WL-WV administration updates board on school buses, PERS
At the Oct. 8 West Linn-Wilsonville School Board meeting, staff announced First Student — the school bus transportation provider — hired new drivers, increased wages and added additional bus routes in the WL-WV School District to help lessen the frequency of school bus tardiness.
Because of the national school bus driver shortage, First Student gave incentives to draw more drivers to the district. This summer, WL-WV School District bus driver wages were increased by $1 an hour and First Student increased drivers' signing bonuses.
Aaron Downs, WL-WV assistant superintendent of secondary schools, also provided a general update on First Student and talked about areas for growth.
Since June, 14 new drivers were hired.
"Which in their world is a lot of drivers in a short period of time," Downs said. "They are continuing to build their base, so right now they have a desire to continue to build what they would call a 'substitute base.'"
A challenge with building a substitute base is ensuring that the drivers know the routes, but Downs said it's important, especially if drivers briefly miss work.
To help with bus efficiency and punctuality, the school district added four additional routes, making a total of 71 routes, at the end of the last school year.
"There's still some kinks they're working out but the four additional routes have been helpful," Downs said, adding that the district has 13 newer buses that replaced an aging fleet, and the district will have four new buses by the end of year.
Downs said he is always looking to address areas for improvement — late buses being a priority.
Issues like traffic and new drivers not familiar with the routes, can also cause late buses.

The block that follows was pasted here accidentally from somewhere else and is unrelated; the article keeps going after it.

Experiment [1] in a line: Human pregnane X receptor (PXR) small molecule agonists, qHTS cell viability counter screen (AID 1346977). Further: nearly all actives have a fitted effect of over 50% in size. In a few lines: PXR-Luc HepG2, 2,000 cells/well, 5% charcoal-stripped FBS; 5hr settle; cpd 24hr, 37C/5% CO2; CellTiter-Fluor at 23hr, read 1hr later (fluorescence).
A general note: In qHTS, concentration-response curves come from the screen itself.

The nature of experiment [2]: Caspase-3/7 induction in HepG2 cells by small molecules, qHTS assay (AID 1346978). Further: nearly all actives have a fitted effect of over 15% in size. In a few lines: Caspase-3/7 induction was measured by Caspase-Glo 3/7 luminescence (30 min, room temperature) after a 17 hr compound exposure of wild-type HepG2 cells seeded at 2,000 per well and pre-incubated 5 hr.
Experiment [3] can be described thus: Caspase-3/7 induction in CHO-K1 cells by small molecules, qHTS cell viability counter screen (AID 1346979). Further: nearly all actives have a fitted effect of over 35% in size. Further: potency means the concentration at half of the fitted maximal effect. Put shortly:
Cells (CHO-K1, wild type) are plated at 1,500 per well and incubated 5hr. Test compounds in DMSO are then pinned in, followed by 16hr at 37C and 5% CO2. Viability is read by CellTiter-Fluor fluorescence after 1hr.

Buses have especially struggled to reach middle schools on time, which are the last stops on the route.
"One example would be at West Linn High School. We noticed this year that the buses are having a hard time getting out of West Linn High School," Downs said, adding that the addition of flaggers will help the buses navigate their way out of after-school congestion.
Downs also noted that WL-WV school bus drivers drive an average of 5,700 miles daily.
"(That's) basically going to Washington D.C and back," Downs said. "That's kind of unique in a district our size. We really appreciate, especially with working with a new general manager and new location manager, just the dedication they took to look at what are our boundaries and how do we get kids to schools? They just work extremely hard."
And when bus drivers are driving an average of 5,700 miles daily, traffic is bound to play a role for late buses.
"We noticed an increase with construction delays and just general traffic patterns," Downs said, adding that one wrong turn or a construction delay could back up drivers for the next two routes.
This is why the district and First Student have amped up communication with parents by sending out notices if buses will be delayed.
PERS rate goes up
Also during the meeting, Son Le Hughes, the district's chief financial officer, gave a breakdown of the Public Employee Retirement System (PERS) — a pension fund designed to help public employees in their retirement.
Last week, the rate employers have to pay to PERS increased by 5.6 percent. The district pays 24.25 percent of its payroll to PERS for employees in Tier One — employees hired prior to January 1996 — and employees in Tier Two — employees hired after Jan. 1 1996 and before August 2003. This new rate doesn't include the 6 percent the district picks up for the employees' portion and the 7 percent rate for the unfunded liability — the gap between how much the employer owes the retiree and how much money the pension fund actually has.
Currently, the WL-WV school district has 298 employees in Tier One and Tier Two.